Business borrowers beware: Potential civil and criminal exposure for PPP loans

As of September 2020, the Justice Department has criminally charged 57 people throughout the United States with Paycheck Protection Program (PPP) fraud. As part of the CARES Act passed on March 27, 2020, the government made hundreds of billions of dollars in forgivable loans available through the PPP. These PPP loans were made available for businesses to fund employee payroll with the goal of avoiding catastrophic job losses during a time of national crisis. 

The Washington Post reports that those charged criminally with PPP fraud include:

  • Individuals who allegedly received money on behalf of fake companies
  • Legitimate business owners accused of spending the funds on items for themselves rather than paying employees
  • People who allegedly knew they weren’t eligible but applied anyway
  • Businesses that allegedly double-dipped in a program meant to provide one loan per business 

Acting Assistant Attorney General Brian Rabbitt says that “the PPP represented critical help at a critical time” but that “experience has taught us that any time the federal government makes a large amount of money available to the public at on an expedited basis, the opportunities for fraud are clear.”  

As a result, Rabbitt reported that the DOJ Criminal Division almost immediately set up a team dedicated to PPP fraud. That team brought forth cases within months of the PPP being announced, while loans were still being made. 

In addition to potential criminal charges, increased scrutiny of PPP loans will likely lead to future government civil enforcement action and private litigation under the False Claims Act (FCA).  The FCA creates liability for any person who submits false claims for government funds, which includes certificates of compliance. The FCA allows both the federal government and individuals (whistleblowers) the right to fight fraud committed against the government. Whistleblowers can file an FCA complaint on the government’s behalf (known as a qui tam action), and the complaint remains under seal pending a prolonged government investigation process, which typically includes intense and expensive discovery and presentations to the Justice Department. Whistleblowers receive a share of any financial judgment or settlement recovered by the government. Significantly, many whistleblowers are current and former employees, and an increase in whistleblower action is likely, given the unprecedented layoffs and furloughs arising from COVID-19.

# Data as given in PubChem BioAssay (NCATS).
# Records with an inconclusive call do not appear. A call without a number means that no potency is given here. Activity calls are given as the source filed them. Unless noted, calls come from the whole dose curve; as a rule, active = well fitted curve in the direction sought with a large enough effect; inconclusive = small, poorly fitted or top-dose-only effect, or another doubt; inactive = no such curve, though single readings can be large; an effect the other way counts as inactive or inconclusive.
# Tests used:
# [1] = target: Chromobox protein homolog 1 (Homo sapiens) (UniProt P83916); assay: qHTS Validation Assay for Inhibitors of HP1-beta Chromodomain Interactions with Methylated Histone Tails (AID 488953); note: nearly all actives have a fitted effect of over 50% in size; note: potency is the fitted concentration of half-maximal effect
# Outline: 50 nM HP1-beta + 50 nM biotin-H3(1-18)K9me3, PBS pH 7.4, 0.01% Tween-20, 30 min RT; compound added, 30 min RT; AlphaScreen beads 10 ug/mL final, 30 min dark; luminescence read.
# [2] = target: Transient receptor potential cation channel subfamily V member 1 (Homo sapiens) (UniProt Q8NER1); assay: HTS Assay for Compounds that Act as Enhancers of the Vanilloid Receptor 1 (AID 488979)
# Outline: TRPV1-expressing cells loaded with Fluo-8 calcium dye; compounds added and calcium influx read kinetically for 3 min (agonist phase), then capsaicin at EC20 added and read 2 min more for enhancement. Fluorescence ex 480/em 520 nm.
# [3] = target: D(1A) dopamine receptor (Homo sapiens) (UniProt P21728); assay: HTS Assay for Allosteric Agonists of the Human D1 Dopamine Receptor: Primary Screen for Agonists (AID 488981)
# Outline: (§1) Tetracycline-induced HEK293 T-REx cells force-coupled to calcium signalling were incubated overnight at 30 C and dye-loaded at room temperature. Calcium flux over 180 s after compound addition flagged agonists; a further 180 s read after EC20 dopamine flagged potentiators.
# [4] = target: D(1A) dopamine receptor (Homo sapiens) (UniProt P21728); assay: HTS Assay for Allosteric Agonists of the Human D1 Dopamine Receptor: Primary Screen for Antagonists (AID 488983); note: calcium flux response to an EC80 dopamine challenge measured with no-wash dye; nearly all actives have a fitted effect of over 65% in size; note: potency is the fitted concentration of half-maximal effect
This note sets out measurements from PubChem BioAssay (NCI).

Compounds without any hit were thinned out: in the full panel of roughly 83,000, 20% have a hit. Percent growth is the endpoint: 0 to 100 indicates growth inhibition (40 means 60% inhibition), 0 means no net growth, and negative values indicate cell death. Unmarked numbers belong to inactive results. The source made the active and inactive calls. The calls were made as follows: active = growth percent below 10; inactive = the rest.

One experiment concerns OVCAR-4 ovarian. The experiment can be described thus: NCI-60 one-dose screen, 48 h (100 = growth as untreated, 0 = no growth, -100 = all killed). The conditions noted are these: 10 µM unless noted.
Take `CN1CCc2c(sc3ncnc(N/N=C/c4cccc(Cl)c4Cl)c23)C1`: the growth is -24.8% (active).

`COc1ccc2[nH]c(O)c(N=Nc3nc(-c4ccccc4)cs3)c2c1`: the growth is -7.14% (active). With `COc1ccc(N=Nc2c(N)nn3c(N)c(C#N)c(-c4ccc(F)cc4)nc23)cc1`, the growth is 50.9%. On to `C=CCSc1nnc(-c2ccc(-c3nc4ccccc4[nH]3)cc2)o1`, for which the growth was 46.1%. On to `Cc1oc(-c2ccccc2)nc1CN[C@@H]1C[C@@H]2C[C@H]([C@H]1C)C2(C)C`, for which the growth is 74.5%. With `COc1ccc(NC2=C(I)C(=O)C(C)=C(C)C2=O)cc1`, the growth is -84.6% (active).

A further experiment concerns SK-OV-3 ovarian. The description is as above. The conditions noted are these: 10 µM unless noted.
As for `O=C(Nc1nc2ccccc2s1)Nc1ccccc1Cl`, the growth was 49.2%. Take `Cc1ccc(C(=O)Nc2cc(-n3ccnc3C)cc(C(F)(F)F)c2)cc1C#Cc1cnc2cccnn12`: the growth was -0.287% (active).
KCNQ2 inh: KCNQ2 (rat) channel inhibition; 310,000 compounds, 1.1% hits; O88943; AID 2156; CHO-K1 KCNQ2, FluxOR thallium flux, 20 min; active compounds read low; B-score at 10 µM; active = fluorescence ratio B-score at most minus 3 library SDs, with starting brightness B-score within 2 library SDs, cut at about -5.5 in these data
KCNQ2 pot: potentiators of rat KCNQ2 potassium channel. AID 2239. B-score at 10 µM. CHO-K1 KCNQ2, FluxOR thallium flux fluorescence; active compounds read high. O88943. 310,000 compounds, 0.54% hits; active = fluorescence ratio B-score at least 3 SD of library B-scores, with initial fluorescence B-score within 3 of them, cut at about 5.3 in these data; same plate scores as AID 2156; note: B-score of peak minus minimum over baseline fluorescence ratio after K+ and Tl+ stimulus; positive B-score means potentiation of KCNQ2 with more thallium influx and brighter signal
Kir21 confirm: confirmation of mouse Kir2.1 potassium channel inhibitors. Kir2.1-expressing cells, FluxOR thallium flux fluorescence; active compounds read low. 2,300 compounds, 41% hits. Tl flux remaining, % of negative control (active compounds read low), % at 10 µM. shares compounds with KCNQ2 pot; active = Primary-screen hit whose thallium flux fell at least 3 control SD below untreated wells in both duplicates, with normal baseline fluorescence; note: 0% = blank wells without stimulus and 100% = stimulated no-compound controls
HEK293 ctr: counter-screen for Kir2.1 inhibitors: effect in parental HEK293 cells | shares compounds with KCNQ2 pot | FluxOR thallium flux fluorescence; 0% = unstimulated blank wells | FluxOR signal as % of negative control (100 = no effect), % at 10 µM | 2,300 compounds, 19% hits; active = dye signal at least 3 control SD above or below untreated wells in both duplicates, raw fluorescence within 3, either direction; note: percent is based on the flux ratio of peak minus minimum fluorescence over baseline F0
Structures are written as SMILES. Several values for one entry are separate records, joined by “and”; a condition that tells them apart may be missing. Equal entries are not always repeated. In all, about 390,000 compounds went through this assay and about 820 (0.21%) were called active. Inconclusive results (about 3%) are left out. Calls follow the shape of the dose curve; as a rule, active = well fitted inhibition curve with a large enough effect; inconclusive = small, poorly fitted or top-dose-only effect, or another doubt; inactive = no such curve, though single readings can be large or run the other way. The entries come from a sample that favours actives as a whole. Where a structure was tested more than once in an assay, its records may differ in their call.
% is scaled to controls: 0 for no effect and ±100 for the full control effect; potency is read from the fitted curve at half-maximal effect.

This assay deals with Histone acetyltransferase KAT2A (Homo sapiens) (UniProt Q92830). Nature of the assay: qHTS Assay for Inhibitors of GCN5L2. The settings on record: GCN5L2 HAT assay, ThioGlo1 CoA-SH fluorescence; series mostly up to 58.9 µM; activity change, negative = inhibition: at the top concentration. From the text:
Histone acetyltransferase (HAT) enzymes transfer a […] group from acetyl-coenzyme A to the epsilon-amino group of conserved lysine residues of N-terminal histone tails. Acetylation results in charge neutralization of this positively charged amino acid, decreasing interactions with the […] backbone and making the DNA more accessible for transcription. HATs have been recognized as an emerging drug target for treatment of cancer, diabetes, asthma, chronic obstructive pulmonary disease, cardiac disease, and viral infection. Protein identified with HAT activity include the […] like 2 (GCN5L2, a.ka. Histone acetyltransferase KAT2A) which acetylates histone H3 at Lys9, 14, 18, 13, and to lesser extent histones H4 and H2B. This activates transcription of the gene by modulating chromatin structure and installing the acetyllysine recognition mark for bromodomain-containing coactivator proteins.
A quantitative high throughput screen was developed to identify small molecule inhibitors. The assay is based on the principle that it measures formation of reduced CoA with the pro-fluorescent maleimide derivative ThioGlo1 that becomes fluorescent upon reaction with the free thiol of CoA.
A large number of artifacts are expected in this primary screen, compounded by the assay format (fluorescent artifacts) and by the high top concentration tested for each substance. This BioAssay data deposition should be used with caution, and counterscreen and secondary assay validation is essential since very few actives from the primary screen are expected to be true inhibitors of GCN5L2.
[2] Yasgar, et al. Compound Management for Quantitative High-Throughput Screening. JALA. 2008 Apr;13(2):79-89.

Bearing the significant criminal and civil exposure businesses face in unwittingly running afoul of the PPP, key actions companies should be taking to avoid potential liability as a result of receiving PPP funds include: 

  • Ensure that you understand government regulations detailing what you are required to do and when.
  • Monitor announcements by the government to ensure you remain informed of modifications or guidance for your industry, which may change as the crisis continues to unfold. 
  • Continue to invest in robust corporate compliance programs and augment these programs to address regulatory requirements imposed by the CARES Act, including implementing effective procedures and controls around any required certifications.
  • Document compliance with CARES Act funding program requirements, including certifications made to receive the funds, as well as records and documentation substantiating the reimbursement of costs paid by the CARES Act funds.
  • Pay close attention to any allegations or issues raised as part of employee exit interviews and ensure that you have effective reporting systems in place to both discover potential compliance issues and take them seriously.

If you have any questions about your business’s use or documentation of CARES Act funds, don’t hesitate to contact the McDonald Hopkins attorney listed below.

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